Sara Swanson

Hand-cranked generator on display at the Manchester District Library

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Interactive generator display. Photo courtesy of Manchester District Library.

Interactive generator display. Photo courtesy of Manchester District Library.

Now through August, the Manchester District Library will continue to display an interactive Hand-Cranked generator on loan from the Ann Arbor Hands-On Museum.

The first electric generator using magnets was made by Michael Faraday in 1831. Generators work by converting the mechanical energy of the user turning the hand crank into electrical energy. By rotating a group of magnets inside a set of wire coils an electric current is created in the coils. This electricity is used to power the items attached to it. The generator on display in the library has four different items attached to it: a light bulb, a head light, a fan, and a beacon light. You can try to power a single one, all four at the same time, or any combination of them. It takes more energy to run more things, and the crank will become harder to turn as you try to power more items with it. The average human can continuously generate about 250 watts of electricity .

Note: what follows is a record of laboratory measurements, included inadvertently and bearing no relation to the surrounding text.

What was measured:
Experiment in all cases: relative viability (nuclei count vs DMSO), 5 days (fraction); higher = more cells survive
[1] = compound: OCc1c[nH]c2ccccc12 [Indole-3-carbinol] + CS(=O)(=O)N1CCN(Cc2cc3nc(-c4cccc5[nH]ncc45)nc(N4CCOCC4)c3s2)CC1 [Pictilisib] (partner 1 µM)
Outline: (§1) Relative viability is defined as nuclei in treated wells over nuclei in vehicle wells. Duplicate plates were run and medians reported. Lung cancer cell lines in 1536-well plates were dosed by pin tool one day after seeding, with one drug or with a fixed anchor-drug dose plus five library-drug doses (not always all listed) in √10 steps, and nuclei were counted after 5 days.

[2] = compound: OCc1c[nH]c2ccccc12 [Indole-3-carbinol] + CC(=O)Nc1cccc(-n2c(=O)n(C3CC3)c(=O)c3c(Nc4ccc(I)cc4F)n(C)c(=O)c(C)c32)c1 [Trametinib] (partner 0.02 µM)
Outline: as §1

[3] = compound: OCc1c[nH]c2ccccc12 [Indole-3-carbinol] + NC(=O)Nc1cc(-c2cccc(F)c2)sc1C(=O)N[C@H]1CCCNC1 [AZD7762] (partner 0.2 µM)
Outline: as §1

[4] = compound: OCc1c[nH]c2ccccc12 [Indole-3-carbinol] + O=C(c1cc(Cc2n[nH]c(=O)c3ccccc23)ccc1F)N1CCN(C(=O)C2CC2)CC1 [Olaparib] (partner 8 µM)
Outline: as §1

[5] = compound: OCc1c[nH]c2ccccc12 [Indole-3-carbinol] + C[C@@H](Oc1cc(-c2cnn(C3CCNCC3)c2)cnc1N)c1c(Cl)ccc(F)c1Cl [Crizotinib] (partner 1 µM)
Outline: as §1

To try out this fun, enlightening interactive display, visit the Manchester District Library at 912 City Road.

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